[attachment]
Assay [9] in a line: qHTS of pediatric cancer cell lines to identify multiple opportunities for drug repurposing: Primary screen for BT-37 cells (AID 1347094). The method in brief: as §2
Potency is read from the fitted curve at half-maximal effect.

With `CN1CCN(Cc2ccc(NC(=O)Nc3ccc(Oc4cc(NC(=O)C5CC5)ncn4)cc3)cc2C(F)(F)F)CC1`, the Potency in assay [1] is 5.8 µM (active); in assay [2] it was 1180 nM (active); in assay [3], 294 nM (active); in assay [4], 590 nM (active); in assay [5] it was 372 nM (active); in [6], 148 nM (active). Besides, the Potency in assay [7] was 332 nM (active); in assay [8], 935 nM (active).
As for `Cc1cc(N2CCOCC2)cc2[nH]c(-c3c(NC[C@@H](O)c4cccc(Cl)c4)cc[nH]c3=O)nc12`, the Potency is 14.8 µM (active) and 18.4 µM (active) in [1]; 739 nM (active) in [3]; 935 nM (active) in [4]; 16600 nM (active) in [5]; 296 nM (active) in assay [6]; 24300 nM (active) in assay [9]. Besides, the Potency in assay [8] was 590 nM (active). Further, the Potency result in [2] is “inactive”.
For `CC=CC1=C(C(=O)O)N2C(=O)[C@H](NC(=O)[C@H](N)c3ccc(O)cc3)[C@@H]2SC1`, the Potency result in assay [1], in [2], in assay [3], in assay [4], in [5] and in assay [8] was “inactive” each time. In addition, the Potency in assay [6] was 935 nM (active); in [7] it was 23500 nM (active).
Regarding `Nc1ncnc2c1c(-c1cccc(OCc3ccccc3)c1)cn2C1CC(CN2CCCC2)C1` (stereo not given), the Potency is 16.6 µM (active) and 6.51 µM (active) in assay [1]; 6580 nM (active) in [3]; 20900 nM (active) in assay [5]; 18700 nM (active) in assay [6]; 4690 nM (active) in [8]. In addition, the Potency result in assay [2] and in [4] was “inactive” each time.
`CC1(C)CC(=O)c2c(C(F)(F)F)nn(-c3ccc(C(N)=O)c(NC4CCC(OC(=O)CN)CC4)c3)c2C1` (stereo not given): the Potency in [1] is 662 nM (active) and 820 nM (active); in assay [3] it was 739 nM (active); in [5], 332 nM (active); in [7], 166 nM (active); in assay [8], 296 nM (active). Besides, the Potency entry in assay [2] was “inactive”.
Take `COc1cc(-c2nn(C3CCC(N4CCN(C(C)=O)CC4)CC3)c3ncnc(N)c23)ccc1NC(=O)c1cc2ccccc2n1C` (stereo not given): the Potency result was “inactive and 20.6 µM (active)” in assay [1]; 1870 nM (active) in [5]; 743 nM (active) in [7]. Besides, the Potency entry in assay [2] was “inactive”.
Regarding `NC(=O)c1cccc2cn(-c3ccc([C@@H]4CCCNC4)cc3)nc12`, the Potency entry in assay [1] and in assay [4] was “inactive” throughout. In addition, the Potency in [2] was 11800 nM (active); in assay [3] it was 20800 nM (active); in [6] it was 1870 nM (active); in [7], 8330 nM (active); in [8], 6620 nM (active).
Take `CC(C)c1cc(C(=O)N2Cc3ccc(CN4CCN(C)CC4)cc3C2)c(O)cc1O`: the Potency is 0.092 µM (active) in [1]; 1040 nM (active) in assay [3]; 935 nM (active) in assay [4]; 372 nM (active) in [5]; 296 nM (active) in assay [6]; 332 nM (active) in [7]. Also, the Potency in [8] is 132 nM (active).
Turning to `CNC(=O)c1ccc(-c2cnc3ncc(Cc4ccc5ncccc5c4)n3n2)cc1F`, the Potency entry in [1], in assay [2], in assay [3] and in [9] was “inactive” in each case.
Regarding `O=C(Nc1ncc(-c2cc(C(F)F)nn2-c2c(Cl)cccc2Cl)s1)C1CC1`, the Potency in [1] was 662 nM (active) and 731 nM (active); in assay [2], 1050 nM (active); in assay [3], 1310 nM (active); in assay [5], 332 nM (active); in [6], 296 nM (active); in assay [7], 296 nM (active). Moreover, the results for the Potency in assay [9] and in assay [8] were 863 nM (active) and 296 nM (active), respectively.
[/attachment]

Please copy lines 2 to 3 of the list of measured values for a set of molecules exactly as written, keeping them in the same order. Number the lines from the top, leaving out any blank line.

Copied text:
Potency is read from the fitted curve at half-maximal effect.

With `CN1CCN(Cc2ccc(NC(=O)Nc3ccc(Oc4cc(NC(=O)C5CC5)ncn4)cc3)cc2C(F)(F)F)CC1`, the Potency in assay [1] is 5.8 µM (active); in assay [2] it was 1180 nM (active); in assay [3], 294 nM (active); in assay [4], 590 nM (active); in assay [5] it was 372 nM (active); in [6], 148 nM (active). Besides, the Potency in assay [7] was 332 nM (active); in assay [8], 935 nM (active).